At 4 feet 4 inches tall and 89 pounds, I’m unlike most other runners. My legs are thinner than most, weaker than most.
So, as soon as I saw a video of the Red Bull 400, an annual 400-meter racing circuit with its last stop cruising up Park City, Utah’s K120 ski jump slope—the one used in the 2002 Winter Olympics—I knew that making it to the top would require a healthy dose of creativity.
As an athlete with myelomeningocele, the most serious form of spina bifida (a birth defect where the backbone and spinal canal do not fuse before birth), I’m used to doing things my own way. For instance, since my legs have limited strength and mobility, my car is outfitted with hand controls. To hit the gas, I push down on a small bar near the driver-side door. If I push up, that’s the break. Some people refer to that as “overcoming obstacles.” But, for me, that’s all I’ve ever known.
And as far as I’m concerned, my real obstacle was restarting my life in 2012 at the age of 26. I was battling an addiction to the morphine that doctors said would help ease my pain, and I found myself unemployed, broke, divorced, and living out of my car.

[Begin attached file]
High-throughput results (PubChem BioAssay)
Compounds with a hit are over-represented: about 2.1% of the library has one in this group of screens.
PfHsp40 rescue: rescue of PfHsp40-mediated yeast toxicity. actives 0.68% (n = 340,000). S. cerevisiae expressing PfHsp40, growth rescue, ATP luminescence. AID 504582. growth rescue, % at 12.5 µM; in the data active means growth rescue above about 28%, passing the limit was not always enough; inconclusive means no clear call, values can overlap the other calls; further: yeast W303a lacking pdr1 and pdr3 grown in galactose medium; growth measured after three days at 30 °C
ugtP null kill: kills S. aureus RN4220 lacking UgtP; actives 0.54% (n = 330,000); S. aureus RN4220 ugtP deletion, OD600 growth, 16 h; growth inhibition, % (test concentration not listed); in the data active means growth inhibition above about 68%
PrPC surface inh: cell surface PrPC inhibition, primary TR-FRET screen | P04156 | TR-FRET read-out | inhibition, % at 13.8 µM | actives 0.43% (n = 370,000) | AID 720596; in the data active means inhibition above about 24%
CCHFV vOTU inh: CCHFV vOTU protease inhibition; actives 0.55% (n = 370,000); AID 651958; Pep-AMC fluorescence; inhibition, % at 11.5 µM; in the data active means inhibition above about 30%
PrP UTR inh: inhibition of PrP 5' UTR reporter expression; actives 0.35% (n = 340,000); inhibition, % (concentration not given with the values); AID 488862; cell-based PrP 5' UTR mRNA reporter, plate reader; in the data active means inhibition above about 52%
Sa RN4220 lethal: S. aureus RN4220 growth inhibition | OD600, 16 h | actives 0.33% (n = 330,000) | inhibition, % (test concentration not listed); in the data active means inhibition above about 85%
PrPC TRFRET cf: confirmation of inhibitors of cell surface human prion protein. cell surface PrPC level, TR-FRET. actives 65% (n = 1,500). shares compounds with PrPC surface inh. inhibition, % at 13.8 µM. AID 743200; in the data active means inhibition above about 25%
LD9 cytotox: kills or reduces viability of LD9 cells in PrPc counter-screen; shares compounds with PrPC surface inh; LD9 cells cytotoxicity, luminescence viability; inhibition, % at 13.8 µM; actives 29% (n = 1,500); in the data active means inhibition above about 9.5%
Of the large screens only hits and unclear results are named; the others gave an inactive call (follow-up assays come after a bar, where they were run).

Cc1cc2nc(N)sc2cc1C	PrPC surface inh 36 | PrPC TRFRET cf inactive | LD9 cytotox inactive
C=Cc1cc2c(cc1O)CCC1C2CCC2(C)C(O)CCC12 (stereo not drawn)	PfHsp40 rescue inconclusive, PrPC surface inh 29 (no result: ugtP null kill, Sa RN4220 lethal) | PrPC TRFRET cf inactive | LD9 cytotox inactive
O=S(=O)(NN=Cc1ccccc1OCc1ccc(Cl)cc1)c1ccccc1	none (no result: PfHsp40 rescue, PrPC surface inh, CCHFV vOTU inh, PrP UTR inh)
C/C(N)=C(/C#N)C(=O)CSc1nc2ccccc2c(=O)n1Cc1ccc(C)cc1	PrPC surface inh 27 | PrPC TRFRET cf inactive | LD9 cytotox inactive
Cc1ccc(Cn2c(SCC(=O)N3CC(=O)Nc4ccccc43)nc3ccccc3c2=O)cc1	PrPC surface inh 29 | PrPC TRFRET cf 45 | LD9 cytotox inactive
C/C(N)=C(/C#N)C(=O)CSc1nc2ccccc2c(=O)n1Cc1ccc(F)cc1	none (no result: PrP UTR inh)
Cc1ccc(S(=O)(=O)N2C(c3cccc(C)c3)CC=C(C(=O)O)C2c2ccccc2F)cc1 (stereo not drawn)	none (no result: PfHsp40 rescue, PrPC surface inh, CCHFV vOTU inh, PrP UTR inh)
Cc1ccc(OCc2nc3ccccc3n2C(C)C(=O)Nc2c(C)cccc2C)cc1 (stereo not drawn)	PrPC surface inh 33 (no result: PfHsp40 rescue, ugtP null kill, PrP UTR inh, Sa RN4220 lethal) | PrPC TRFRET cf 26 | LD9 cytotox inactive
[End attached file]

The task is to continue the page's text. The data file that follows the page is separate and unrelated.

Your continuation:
Then, when one day I literally saw a sign. It was an ad for a local 5K. Right then, I started walking. At first, it was one block per day. Then two, and three. That year, I ran my first 5K—I actually assumed it was five miles—and threw out my pills. (For the record, I don’t recommend doing this without a doctor’s supervision.)
Since that first race, I’ve completed other 5Ks, 10Ks, half marathons, and Spartan Races. My race times vary widely, and I’m no stranger to being the very last participant to finish the race. On more than one occasion, by the time I crossed the finish line, there was no actual finish line. The banner had been taken down and everyone had gone home.
All of these races involve thinking outside of the box. Case in point: During Spartans, I can’t carry sandbags with my hands (I have to keep a good grip on my crutches), so I fit them between my back and CamelBak—in the dip created by my wonky L5 spinal segment.
My strategy for the Red Bull 400: pure upper body strength. So, for the first time in my life, I began rowing. I learned that I could place my feet near the stirrups where my feet were “supposed” to go (I didn’t actually use them), and row away. I didn’t have to put my legs into it. I added sled pulls into my routine and cranked up the intensity on my rope climbing.
Instead of taking a breather after I made it back to the bottom on a rope climb, I would climb up, down, and back up again without letting my feet touch the floor. Or, once I got to the top, I’d crank out a set of pullups or chinups. I would train when I was exhausted so I could adjust my body to being tired, but pushing past that.